You are right, the costs have been shifting back to employees in the last thirty years. But, to be fair to employers, it was a little over SEVENTY years ago when they began accepting these costs in the first place. It was necessary due to government mandated wage freezes during WWII. In order to attract quality talent, they had to offer something besides wages. Before that time, employer-paid health insurance was unheard of.

      In the scheme of things, that’s not that long ago.

      Now, employers are finding that the escalating costs of health insurance it too much cost to cover. It’s cheaper to offer employees more money and let them shop around for the best price for their insurance, if they even want insurance. If we let this trend continue, it will ultimately lead to controlling costs more effectively.

      • Unfortunately, your presumption that employers are providing more money when benefits are cut or paying higher wages without benefits is inaccurate. Employers are not compensating for fewer or no benefits. They’re just cutting them. Did UPS offer higher pay when they cut spouses from their health coverage? Hell, no.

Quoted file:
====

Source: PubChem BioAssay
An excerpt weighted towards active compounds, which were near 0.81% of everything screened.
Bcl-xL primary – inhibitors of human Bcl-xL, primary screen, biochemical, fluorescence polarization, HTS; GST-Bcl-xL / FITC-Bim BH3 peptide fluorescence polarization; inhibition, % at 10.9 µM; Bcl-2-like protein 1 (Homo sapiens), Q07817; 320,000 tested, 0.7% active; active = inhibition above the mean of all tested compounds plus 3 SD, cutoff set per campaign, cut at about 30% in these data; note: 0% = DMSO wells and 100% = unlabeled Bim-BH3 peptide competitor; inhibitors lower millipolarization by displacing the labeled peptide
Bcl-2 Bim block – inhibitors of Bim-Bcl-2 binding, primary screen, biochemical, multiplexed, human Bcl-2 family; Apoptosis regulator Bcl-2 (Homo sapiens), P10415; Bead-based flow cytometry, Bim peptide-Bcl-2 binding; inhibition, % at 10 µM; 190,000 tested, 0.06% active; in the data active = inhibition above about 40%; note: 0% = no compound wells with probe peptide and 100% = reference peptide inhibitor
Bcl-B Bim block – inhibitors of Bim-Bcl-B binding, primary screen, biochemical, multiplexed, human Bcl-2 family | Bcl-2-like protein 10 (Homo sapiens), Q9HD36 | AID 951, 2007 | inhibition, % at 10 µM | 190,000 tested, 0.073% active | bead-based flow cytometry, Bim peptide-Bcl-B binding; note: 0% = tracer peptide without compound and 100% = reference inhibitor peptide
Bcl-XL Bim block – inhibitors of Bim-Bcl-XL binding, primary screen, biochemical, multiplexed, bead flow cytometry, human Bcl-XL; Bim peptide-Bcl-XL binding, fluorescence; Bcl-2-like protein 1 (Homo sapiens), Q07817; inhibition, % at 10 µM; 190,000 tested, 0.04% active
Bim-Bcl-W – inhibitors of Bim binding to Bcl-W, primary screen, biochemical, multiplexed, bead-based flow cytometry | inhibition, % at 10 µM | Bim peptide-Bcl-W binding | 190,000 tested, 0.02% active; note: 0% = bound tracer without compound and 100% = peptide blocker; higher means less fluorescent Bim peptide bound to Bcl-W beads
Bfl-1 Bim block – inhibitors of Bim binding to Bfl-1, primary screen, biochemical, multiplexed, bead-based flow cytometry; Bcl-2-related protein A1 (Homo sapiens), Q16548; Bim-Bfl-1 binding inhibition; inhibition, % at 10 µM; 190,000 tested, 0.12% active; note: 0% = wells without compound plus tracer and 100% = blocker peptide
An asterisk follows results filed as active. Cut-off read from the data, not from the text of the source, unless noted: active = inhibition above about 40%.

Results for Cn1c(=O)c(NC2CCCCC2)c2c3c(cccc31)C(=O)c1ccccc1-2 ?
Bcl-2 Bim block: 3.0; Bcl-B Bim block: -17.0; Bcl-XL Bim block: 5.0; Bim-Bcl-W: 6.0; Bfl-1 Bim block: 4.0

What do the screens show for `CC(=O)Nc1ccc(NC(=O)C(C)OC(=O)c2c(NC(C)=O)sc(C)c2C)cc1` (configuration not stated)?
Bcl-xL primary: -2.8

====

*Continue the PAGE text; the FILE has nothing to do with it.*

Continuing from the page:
The middle class is disappearing and nobody seems to care except those of us who keep getting less and less while corporations keep making more and more.

        I’ve been an employer who had to deal with rising health insurance premiums. It’s not easy covering it. But it has to come from somewhere.

        By the way, who doesn’t want health insurance? Everyone wants it when they’re sick.

        • Unca Alby

          I’ll allow that many companies are not paying their employees more to compensate for lack of insurance — yet.

          After all, it took several years before paying health benefits became the norm in the first place. It can only be expected that reversing that trend will take a few years as well.

          Ultimately, health insurance MUST be paid for by the end consumer. Yes, that means you and me. Otherwise, so long as the costs are borne by some disinterested third party, they will ONLY get more expensive.